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Village Praxis Series: T.E. Lawrence and the Next American Revolution (Part II) by Bill Buppert

• zerogov.com

“All men dream: but not equally. Those who dream by night in the dusty recesses of their minds wake in the day to find that it was vanity: but the dreamers of the day are dangerous men, for they may act their dream with open eyes, to make it possible.”

- T. E. Lawrence, “The Seven Pillars of Wisdom”

Part I: http://zerogov.com/?p=2481

You’ve taken the first step and read Lawrence’s Twenty Seven Articles.  Some are germane to a fight on American soil and some not so much.  We are entering a phase in world affairs where the economic troubles and collapses that are occurring around the globe will come home to roost in America.  Like most governments, the US central authorities in DC will do everything in their power to retain the power and control they now practice over their tax jurisdiction. Like the other USSR in 1989, a fracture is in the future and one state declaring secession will start a stampede the likes of which this country has not seen for nearly a century and a half.  The 320 million subjects are critical components in the tax-eater system to continue feeding the Federal beast.  These cattle will not be permitted to go gently into the night.

Lawrence discovered that successful insurgencies must retain the initiative and establish solid support among the mass base for all actions.  Whether we examine his successes against the Turks, the Irish divorce from the United Kingdom in 1916-1922 or the Basque success against the Spanish government to carve out their semi-autonomous province in Northeastern Spain, the initiative must be seized and retained.

This initiative can be maintained on a shoestring.  The force calculus for insurgencies is a meager ratio compared to the forces Counterinsurgency (COIN) and conventional forces must maintain to defeat incipient and long term guerrilla forces.

The IRA in both its pre- and post-WWII configurations fielded less than a thousand active fighters at peak strength against tens of thousands of deployed British and Northern Irish contingents.  German Colonel Paul Emil von  Lettow-Vorbeck fought more than a half million deployed British and Allied forces to a standstill in German East Africa for nearly four years during WWI with a force that rarely numbered more than ten thousand and at one point had 1200 effectives left.  No less than 127 General officers failed to vanquish him and at the conclusion of the war, he remained the only German General (he was promoted in abstentia in 1917) to be undefeated on Earth in 1918.  He sought to be self-sufficient and managed to manhandle naval guns off the ill-fated Konigsberg in the Rufiji all the way up to the slopes of Mount Kilimanjaro.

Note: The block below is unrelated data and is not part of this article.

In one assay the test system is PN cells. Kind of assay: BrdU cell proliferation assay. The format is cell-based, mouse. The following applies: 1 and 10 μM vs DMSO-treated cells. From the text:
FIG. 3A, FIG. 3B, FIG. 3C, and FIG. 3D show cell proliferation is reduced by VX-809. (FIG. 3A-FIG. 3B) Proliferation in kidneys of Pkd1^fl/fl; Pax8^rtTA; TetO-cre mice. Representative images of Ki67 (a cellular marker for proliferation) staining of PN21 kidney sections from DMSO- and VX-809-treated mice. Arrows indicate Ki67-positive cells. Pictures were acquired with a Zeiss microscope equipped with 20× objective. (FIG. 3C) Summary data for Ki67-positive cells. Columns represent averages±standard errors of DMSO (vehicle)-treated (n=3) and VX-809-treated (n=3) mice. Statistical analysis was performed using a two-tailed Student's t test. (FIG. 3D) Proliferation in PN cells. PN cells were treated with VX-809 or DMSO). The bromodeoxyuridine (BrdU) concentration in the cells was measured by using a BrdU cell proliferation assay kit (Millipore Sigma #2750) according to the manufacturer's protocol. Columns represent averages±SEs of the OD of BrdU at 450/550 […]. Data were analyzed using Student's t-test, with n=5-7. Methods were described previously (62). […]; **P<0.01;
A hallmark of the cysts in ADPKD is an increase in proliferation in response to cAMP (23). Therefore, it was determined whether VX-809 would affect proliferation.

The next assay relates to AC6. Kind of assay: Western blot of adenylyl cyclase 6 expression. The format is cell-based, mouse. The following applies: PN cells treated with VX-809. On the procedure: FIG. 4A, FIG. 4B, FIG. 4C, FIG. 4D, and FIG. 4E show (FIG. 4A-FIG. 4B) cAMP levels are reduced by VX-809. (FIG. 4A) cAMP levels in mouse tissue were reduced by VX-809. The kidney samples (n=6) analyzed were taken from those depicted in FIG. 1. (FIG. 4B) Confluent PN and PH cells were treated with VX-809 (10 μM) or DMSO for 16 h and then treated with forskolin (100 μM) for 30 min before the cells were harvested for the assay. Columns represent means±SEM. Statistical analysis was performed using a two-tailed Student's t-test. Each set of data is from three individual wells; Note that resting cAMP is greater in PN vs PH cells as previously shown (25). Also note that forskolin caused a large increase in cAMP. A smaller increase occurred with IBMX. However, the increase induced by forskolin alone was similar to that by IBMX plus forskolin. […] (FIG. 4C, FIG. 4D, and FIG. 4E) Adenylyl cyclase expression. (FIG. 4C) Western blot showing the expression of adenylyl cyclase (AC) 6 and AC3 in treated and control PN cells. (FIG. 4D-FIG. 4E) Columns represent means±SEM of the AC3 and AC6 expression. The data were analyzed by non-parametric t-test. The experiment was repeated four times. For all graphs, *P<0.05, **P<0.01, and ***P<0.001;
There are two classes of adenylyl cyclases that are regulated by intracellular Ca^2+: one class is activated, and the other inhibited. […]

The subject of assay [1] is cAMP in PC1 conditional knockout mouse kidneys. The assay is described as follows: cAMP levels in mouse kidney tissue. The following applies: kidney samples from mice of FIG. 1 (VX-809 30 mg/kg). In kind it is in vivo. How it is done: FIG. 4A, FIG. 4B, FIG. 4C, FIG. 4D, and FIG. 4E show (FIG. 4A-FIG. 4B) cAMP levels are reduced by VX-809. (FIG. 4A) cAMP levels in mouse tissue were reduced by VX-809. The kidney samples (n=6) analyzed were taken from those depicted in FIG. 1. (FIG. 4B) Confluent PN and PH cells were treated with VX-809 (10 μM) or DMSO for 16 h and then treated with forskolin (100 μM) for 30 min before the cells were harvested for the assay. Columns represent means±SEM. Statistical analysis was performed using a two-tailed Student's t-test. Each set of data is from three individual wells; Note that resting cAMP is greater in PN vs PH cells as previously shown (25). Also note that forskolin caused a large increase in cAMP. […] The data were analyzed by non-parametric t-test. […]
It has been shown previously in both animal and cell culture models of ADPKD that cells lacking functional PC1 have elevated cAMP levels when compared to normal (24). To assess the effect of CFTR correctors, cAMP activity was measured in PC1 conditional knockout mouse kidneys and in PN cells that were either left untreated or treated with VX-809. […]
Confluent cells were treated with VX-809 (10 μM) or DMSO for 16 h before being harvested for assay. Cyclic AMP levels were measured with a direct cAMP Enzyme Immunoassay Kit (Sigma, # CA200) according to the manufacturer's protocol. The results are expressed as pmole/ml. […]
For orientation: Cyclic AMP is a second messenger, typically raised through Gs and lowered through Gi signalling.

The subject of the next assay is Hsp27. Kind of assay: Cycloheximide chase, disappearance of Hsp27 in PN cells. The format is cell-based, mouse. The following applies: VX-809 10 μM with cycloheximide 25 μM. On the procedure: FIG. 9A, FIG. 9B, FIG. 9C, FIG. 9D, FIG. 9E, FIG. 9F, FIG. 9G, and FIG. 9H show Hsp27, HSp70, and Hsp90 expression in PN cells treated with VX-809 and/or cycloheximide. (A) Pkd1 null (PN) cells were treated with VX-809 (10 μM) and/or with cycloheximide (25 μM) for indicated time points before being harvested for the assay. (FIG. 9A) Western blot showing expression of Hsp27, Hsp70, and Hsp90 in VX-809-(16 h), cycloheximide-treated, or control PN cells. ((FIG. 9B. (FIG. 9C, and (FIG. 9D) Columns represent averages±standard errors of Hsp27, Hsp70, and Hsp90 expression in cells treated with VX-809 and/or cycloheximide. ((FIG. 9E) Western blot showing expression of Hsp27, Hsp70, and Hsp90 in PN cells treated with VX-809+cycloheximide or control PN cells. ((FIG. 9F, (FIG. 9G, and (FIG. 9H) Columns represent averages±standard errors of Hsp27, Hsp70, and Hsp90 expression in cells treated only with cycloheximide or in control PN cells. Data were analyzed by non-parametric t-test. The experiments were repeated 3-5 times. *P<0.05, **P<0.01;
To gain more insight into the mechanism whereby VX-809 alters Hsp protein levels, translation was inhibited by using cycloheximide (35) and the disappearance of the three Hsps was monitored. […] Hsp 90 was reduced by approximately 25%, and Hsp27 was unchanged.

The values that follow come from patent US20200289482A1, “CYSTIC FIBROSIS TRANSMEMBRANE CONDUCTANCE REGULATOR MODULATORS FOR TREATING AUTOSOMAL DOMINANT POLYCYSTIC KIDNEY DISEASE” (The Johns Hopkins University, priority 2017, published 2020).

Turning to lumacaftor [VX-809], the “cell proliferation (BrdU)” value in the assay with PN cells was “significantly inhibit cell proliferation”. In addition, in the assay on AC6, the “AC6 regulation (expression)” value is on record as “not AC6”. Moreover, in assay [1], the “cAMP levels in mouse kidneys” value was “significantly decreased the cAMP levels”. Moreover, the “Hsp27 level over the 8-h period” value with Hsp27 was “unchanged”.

This illustrates that much like the irregular actions in both the First (18th century) and Second (19th century) American Revolutions, a tremendously small number of active fighters and triggermen can cause a disproportionate headache to large formations of conventional armed forces arrayed against them.  U.S. Grant had to take huge chunks of his fighting forces and devote them to protection of his lines of communication during his siege and investment of Vicksburg.  I would suggest that Napoleon was not necessarily wholly defeated by Wellington at Waterloo in 1815 so much as emasculated by French (southern) and Spanish guerrillas in his lines of communication after his atrocities and overreach enraged the local populations of these areas.  Before, 1850, France was not the monolithic nation state we are accustomed to today.  There were areas of it, like Germany, that did not even share dialects or language.

Lawrence paid attention to these details and more.  He studied the culture and the history deeply.  He was a brilliant and eccentric scholar whose steeping in Medievalism may have given him an edge in understanding the dynamics of the war he was waging with the indigenous forces against the Turks (and at times, against British post-war interests).  He delegated authority to tribal and clan leaders in ways that increased his combat and mission effectiveness.  He deferred to local authority to develop strongholds and effective placeholders when his mobile forces pursued other targets.

If you carefully examine his Articles and replace the use of “Ashraf and Bedu” with Appalachian, Inland Northwestern or Basque, the tenets become universal assignations for the leveraging of cultural intelligence for fighting effectiveness and combat power. I hope to develop a future compendium that examines every article in detail but brevity dictates that I entertain just a few examples.

 

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